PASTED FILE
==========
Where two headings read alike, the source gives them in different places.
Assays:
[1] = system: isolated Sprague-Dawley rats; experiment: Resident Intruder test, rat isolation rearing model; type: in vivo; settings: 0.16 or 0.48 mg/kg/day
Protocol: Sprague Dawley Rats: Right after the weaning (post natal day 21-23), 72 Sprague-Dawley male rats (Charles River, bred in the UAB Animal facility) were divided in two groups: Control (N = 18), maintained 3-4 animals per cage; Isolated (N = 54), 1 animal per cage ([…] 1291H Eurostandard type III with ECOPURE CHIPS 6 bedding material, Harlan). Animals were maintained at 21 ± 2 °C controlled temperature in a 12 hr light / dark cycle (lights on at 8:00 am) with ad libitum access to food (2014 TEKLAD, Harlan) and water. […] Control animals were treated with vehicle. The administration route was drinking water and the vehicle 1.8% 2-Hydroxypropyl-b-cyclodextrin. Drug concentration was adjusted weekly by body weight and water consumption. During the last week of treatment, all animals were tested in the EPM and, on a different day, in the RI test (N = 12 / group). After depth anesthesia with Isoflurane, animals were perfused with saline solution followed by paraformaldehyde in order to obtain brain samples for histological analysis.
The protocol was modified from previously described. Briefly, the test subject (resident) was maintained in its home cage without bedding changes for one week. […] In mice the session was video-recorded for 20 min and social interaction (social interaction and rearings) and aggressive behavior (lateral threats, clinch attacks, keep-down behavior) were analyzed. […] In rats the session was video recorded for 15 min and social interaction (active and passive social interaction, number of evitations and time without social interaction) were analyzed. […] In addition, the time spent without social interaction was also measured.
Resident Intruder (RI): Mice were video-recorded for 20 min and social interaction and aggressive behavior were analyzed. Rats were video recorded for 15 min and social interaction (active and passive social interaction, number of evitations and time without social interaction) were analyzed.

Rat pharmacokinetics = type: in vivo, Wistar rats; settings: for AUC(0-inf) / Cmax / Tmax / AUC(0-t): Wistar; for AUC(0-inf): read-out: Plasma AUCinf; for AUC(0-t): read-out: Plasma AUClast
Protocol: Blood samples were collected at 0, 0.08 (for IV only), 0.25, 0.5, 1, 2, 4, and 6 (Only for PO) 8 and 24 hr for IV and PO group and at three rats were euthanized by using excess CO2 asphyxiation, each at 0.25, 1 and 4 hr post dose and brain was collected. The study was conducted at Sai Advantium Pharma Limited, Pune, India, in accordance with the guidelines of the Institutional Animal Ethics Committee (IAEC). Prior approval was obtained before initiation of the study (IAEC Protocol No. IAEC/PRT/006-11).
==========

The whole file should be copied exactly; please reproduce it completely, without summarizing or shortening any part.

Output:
Where two headings read alike, the source gives them in different places.
Assays:
[1] = system: isolated Sprague-Dawley rats; experiment: Resident Intruder test, rat isolation rearing model; type: in vivo; settings: 0.16 or 0.48 mg/kg/day
Protocol: Sprague Dawley Rats: Right after the weaning (post natal day 21-23), 72 Sprague-Dawley male rats (Charles River, bred in the UAB Animal facility) were divided in two groups: Control (N = 18), maintained 3-4 animals per cage; Isolated (N = 54), 1 animal per cage ([…] 1291H Eurostandard type III with ECOPURE CHIPS 6 bedding material, Harlan). Animals were maintained at 21 ± 2 °C controlled temperature in a 12 hr light / dark cycle (lights on at 8:00 am) with ad libitum access to food (2014 TEKLAD, Harlan) and water. […] Control animals were treated with vehicle. The administration route was drinking water and the vehicle 1.8% 2-Hydroxypropyl-b-cyclodextrin. Drug concentration was adjusted weekly by body weight and water consumption. During the last week of treatment, all animals were tested in the EPM and, on a different day, in the RI test (N = 12 / group). After depth anesthesia with Isoflurane, animals were perfused with saline solution followed by paraformaldehyde in order to obtain brain samples for histological analysis.
The protocol was modified from previously described. Briefly, the test subject (resident) was maintained in its home cage without bedding changes for one week. […] In mice the session was video-recorded for 20 min and social interaction (social interaction and rearings) and aggressive behavior (lateral threats, clinch attacks, keep-down behavior) were analyzed. […] In rats the session was video recorded for 15 min and social interaction (active and passive social interaction, number of evitations and time without social interaction) were analyzed. […] In addition, the time spent without social interaction was also measured.
Resident Intruder (RI): Mice were video-recorded for 20 min and social interaction and aggressive behavior were analyzed. Rats were video recorded for 15 min and social interaction (active and passive social interaction, number of evitations and time without social interaction) were analyzed.

Rat pharmacokinetics = type: in vivo, Wistar rats; settings: for AUC(0-inf) / Cmax / Tmax / AUC(0-t): Wistar; for AUC(0-inf): read-out: Plasma AUCinf; for AUC(0-t): read-out: Plasma AUClast
Protocol: Blood samples were collected at 0, 0.08 (for IV only), 0.25, 0.5, 1, 2, 4, and 6 (Only for PO) 8 and 24 hr for IV and PO group and at three rats were euthanized by using excess CO2 asphyxiation, each at 0.25, 1 and 4 hr post dose and brain was collected. The study was conducted at Sai Advantium Pharma Limited, Pune, India, in accordance with the guidelines of the Institutional Animal Ethics Committee (IAEC). Prior approval was obtained before initiation of the study (IAEC Protocol No. IAEC/PRT/006-11).